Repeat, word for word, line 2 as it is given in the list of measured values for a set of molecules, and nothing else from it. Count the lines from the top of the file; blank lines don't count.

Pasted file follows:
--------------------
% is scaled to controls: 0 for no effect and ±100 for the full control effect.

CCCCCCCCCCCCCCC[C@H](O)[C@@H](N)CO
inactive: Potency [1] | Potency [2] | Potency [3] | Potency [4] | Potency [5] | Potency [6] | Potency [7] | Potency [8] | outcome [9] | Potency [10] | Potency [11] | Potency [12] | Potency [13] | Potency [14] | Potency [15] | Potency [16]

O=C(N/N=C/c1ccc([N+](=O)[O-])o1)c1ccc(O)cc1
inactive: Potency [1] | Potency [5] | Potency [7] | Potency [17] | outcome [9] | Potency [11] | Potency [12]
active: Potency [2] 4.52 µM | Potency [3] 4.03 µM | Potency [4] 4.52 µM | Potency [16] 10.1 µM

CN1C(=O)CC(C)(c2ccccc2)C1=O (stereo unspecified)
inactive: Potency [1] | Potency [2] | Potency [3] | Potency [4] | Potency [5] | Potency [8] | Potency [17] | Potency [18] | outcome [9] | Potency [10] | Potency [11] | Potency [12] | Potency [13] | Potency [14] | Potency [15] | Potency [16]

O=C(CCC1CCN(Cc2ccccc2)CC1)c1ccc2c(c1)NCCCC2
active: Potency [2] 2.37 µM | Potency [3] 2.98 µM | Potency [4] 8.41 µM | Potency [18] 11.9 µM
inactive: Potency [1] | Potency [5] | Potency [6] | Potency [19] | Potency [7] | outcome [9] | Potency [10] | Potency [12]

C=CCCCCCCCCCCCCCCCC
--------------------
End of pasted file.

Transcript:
CCCCCCCCCCCCCCC[C@H](O)[C@@H](N)CO